Snow Patrol’s Gary Lightbody and cricketer Eoin Morgan on queen’s honours list
Classical music group The Priests, and members of PSNI included in awards
Gary Lightbody of Snow Patrol with Sara Canning, partner of murdered journalist Lyra McKee, following a three-day peace walk from Belfast to Derry in May. He has been awarded an OBE for services to music and charity in Northern Ireland. Photograph: Liam McBurney/PA Wire.
Snow Patrol frontman Gary Lightbody, singing group The Priests and the Dublin-born cricketer Eoin Morgan have been included in Queen Elizabeth’s New Year honours list.
Close to 100 people from Northern Ireland have been given titles such as officers of the Order of the British Empire (OBEs) and members of the Order of the British Empire (MBEs) but none of them are receiving a knighthood.
Lightbody (43), from Bangor in Co Down, who is singer, songwriter and guitarist with Snow Patrol, was awarded an OBE for services to music and charity in Northern Ireland. The rock band has sold millions of albums since being formed in 1994 and its best known songs include Chasing Cars and Run.
He helped set up Belfast’s Oh Yeah Music Centre, which supports aspiring musicians, and his Lightbody Foundation was established this year to support charities in Northern Ireland dealing with issues such as mental health, depression and youth engagement.
The three members of the classical music group, The Priests, brothers Fr Eugene and Fr Martin O’Hagan, who are from Claudy, Co Derry, and Fr David Delargy from Ballymena, Co Antrim received MBEs, also for services to music and charity in Northern Ireland.
Morgan, from Rush in north Co Dublin, is a former Ireland international who went on to captain England to a first Cricket World Cup title earlier this year. He is being made a commander of the Order of the British Empire (CBE) for his services to cricket.
“I’m very proud to have been awarded a CBE. Winning the World Cup has been a dream come true and the honours and awards that have come since that day at Lord’s really mean a lot to everyone connected with the team,” he said.
“The events of that day at Lord’s were the result of many years of hard work and dedication, and I see this honour — and the honours for my team-mates — as honours for the whole team, for everything they put into winning that tournament and getting over the line.”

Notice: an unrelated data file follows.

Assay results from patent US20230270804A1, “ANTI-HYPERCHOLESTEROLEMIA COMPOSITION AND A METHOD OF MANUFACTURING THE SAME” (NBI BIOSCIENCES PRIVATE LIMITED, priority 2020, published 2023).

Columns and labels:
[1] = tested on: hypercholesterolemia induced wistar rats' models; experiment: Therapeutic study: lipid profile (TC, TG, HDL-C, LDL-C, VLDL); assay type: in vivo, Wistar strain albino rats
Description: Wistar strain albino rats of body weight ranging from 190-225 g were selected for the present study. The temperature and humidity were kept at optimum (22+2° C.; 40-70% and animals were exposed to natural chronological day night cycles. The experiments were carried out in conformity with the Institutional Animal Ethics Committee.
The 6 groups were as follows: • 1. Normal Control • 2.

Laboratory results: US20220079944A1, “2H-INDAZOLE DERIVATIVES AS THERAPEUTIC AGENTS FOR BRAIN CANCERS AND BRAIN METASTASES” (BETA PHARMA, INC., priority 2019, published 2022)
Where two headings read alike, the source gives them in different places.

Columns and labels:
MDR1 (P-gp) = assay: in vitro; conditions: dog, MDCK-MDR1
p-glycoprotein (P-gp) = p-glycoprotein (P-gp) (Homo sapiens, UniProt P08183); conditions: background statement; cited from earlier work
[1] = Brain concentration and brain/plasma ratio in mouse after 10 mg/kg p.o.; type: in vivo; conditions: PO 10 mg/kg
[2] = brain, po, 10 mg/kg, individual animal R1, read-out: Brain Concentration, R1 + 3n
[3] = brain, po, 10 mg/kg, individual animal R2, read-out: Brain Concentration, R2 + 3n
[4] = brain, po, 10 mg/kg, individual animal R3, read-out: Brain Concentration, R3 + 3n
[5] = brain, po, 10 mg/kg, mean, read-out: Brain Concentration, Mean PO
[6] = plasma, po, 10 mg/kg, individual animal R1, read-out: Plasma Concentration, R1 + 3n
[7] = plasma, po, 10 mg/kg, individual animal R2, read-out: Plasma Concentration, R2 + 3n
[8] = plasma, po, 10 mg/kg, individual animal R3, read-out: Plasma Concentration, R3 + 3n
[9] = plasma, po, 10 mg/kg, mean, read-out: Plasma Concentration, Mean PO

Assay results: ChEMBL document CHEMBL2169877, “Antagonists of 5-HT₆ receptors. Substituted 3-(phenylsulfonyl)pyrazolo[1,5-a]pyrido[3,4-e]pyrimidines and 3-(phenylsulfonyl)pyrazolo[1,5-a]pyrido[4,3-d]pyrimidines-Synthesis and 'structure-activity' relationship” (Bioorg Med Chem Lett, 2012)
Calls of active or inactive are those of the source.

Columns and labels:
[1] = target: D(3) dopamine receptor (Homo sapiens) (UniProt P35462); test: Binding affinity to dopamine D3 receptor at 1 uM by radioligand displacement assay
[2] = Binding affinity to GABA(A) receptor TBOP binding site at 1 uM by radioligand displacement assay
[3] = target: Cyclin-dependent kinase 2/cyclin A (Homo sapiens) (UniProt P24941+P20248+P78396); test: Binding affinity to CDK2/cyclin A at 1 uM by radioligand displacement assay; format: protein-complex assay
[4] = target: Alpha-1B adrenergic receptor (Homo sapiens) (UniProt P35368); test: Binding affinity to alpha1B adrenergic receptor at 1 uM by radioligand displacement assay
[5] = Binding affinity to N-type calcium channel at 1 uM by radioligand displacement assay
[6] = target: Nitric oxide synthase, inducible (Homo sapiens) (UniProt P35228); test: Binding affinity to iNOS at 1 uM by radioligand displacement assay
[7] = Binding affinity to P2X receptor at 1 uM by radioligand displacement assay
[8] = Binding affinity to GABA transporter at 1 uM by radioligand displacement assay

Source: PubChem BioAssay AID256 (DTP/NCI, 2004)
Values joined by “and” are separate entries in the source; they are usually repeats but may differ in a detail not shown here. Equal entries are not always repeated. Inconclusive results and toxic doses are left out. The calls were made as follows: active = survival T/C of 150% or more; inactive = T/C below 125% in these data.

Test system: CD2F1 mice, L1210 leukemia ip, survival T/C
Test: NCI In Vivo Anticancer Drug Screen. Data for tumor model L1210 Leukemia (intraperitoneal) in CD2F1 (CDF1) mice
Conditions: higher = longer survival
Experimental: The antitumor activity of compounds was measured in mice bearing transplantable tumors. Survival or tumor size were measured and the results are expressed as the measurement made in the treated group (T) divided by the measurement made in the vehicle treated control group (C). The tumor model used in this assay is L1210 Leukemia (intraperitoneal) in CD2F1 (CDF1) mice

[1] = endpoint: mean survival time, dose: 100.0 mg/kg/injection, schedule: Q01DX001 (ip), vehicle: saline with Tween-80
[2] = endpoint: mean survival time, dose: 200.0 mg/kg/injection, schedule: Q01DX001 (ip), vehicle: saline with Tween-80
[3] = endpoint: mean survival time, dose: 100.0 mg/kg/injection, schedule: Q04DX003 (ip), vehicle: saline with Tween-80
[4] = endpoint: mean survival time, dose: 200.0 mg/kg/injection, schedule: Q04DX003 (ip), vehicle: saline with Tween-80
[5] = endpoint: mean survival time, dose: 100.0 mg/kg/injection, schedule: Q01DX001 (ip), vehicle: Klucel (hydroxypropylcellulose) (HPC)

Former Northern Ireland soccer international Aaron Hughes, who played with clubs such as Newcastle and Aston Villa during a long career, has been awarded an MBE for services to football. The Cookstown, Co Tyrone native won 112 caps for Northern Ireland.
Michael McKillop, a Paralympic gold-medal winning middle-distance runner from Ballymena, received an MBE for services to disability awareness and athletics.
Cheryl Lamont, chief executive of the Probation Board of Northern Ireland, was awarded a CBE for services to criminal justice. Alastair Hamilton, the recently retired chief executive officer of Invest NI also received a CBE, for services to economic development in Northern Ireland.
Andrew Browne, who was secretary to the Historical Institutional Abuse Inquiry, was awarded an OBE for services to victims and survivors of abuse.
Four full-time Police Service of Northern Ireland (PSNI) officers were also recognised on the honours list. Det Chief Supt Andrew Freeburn of the crime operations department received an MBE, while Queen’s police medals went to Det Insp David Lowans, Sgt David McIlwaine and Det Sgt Dawn Forsythe.
PSNI reserve constable William Armstrong received a BEM (medallist of the Order of the British Empire) for services to policing. Sonya McMullan, regional services manager of Women’s Aid Northern Ireland, was also awarded a BEM for services to victims of domestic and sexual abuse.
Catholic prison chaplain, Fr Stephen McBrearty received an MBE for services to criminal justice. He said he was “humbled and delighted” to get the award which, he added, “recognises the work of the entire prison chaplaincy in Northern Ireland”.